A man from Agdenes on the fjord northwest of Trondheim was found dead during the night after he’d ventured outdoors to secure his property during the latest storm to batter the region known as Trøndelag. The storm also set off flooding, and more heavy rain was expected.
Police couldn’t say what actually killed the man, but they linked his death to the extreme weather system dubbed Roar, which is a man’s name in Norwegian but also, in this case, was literally roaring over north-central Norway.
“As far as we know, the fatal accident occurred when he went out to secure items in connection with the storm,” Trond Volden of the Sør-Trøndelag Police District told Norwegian Broadcasting (NRK) Friday morning.
The storm, which closely followed another extreme weather system that swept over Northern Norway earlier this week, was keeping emergency crews busy on Friday. The town of Verdal was hit by flooding that threatened to submerge cars, large areas of the town center were under water and County Road 757 was forced to close.
“There’s a lot of water on the roads,” Lars Letnes of the Nord-Trøndelag Police District told NRK. “It will cause challenges for everyone living beyond the closure in Helgådalen.”
Several other local roads and highways were also closed, including County Roads 720 and 72, because of trees knocked down by the winds and an earthslide set off by the rains. Crews in Verdal scrambled to save around 30 cars from being ruined by the floodwaters.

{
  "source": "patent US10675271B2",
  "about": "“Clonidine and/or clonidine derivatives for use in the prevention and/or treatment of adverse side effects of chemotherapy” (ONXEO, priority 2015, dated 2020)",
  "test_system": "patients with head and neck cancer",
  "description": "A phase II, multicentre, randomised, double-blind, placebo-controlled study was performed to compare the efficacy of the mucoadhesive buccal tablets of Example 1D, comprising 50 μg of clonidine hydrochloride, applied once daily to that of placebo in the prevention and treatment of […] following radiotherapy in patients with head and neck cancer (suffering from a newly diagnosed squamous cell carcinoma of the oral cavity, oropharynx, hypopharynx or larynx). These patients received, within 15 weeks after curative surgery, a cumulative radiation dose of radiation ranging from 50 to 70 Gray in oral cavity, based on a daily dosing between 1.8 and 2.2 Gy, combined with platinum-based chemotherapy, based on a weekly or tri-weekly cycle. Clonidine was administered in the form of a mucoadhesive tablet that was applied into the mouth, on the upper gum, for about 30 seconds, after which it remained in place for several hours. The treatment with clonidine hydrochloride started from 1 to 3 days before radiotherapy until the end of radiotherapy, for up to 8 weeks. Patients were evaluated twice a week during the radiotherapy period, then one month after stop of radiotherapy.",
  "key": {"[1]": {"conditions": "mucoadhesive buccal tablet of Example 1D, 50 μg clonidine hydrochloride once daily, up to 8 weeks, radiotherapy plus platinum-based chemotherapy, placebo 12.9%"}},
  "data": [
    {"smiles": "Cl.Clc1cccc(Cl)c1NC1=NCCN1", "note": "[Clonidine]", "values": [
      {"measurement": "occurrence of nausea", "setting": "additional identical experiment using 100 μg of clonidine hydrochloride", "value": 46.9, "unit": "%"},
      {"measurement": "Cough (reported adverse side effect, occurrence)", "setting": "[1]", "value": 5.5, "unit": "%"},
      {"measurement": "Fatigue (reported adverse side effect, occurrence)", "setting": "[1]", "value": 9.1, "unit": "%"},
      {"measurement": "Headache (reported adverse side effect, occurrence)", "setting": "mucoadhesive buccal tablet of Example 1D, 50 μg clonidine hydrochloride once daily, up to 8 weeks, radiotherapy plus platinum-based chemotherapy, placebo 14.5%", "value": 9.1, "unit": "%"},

State meteorologists predicted more rain and strong winds along the Helgeland coast and in Trøndelag north of Trondheim on Friday. The weather was expected to calm down a bit during the weekend.
Warnings against mountain treks
Norwegians heading into the last few days of the traditional autumn holiday week known as høstferie were warned against attempting hikes in the mountains. While last weekend’s weather was brilliant, with the sunshine enhanced by fall colours on the trees, this weekend was due to be marred by Roar and his remnants as the storm moved northeast into Sweden. Rough weather was predicted at high elevations in Buskerud, Oppland, Hedmark and Møre og Romsdal in addition to the Trøndelag counties.
“Some folks have been planning to go hiking this weekend, but I don’t think that’s wise,” cautioned Øyvind Johnsen at the state meteorologic institute. The winds can be so strong, he said, that “it can be difficult to stay standing, easy to get disoriented and even cars can be damaged.”
Norway’s best weekend weather was expected in the southeast. “Both Østlandet and Sørlandet will have fine weather,” Johnsen predicted. While temperatures were also expected to warm, they were due to plummet in Northern Norway, also under the freezing point.